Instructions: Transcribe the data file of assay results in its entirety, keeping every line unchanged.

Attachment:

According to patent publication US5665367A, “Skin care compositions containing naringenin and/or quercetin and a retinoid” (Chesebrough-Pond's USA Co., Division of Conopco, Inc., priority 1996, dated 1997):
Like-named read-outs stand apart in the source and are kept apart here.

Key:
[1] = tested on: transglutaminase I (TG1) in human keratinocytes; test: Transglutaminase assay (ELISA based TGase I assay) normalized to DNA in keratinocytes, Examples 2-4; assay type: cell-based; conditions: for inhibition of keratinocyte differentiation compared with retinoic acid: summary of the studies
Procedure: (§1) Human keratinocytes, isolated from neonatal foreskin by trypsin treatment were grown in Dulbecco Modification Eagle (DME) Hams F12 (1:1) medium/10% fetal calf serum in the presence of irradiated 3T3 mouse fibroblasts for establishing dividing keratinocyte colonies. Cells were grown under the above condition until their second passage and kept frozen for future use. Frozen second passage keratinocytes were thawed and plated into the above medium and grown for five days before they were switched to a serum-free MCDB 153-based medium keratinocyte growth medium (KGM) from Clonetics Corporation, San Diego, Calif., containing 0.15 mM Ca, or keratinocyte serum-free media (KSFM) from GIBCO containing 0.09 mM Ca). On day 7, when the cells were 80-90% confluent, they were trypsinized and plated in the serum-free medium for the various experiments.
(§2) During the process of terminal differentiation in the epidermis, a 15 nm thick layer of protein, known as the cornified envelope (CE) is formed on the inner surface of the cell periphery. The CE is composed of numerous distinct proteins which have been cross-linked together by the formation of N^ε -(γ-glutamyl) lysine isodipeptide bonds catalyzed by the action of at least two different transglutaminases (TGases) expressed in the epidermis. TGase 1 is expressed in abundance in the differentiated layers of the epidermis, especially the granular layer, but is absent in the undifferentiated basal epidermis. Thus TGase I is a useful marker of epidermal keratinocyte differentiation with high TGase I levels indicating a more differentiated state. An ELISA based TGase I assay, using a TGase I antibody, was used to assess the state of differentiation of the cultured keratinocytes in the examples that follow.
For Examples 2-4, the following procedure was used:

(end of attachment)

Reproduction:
According to patent publication US5665367A, “Skin care compositions containing naringenin and/or quercetin and a retinoid” (Chesebrough-Pond's USA Co., Division of Conopco, Inc., priority 1996, dated 1997):
Like-named read-outs stand apart in the source and are kept apart here.

Key:
[1] = tested on: transglutaminase I (TG1) in human keratinocytes; test: Transglutaminase assay (ELISA based TGase I assay) normalized to DNA in keratinocytes, Examples 2-4; assay type: cell-based; conditions: for inhibition of keratinocyte differentiation compared with retinoic acid: summary of the studies
Procedure: (§1) Human keratinocytes, isolated from neonatal foreskin by trypsin treatment were grown in Dulbecco Modification Eagle (DME) Hams F12 (1:1) medium/10% fetal calf serum in the presence of irradiated 3T3 mouse fibroblasts for establishing dividing keratinocyte colonies. Cells were grown under the above condition until their second passage and kept frozen for future use. Frozen second passage keratinocytes were thawed and plated into the above medium and grown for five days before they were switched to a serum-free MCDB 153-based medium keratinocyte growth medium (KGM) from Clonetics Corporation, San Diego, Calif., containing 0.15 mM Ca, or keratinocyte serum-free media (KSFM) from GIBCO containing 0.09 mM Ca). On day 7, when the cells were 80-90% confluent, they were trypsinized and plated in the serum-free medium for the various experiments.
(§2) During the process of terminal differentiation in the epidermis, a 15 nm thick layer of protein, known as the cornified envelope (CE) is formed on the inner surface of the cell periphery. The CE is composed of numerous distinct proteins which have been cross-linked together by the formation of N^ε -(γ-glutamyl) lysine isodipeptide bonds catalyzed by the action of at least two different transglutaminases (TGases) expressed in the epidermis. TGase 1 is expressed in abundance in the differentiated layers of the epidermis, especially the granular layer, but is absent in the undifferentiated basal epidermis. Thus TGase I is a useful marker of epidermal keratinocyte differentiation with high TGase I levels indicating a more differentiated state. An ELISA based TGase I assay, using a TGase I antibody, was used to assess the state of differentiation of the cultured keratinocytes in the examples that follow.
For Examples 2-4, the following procedure was used: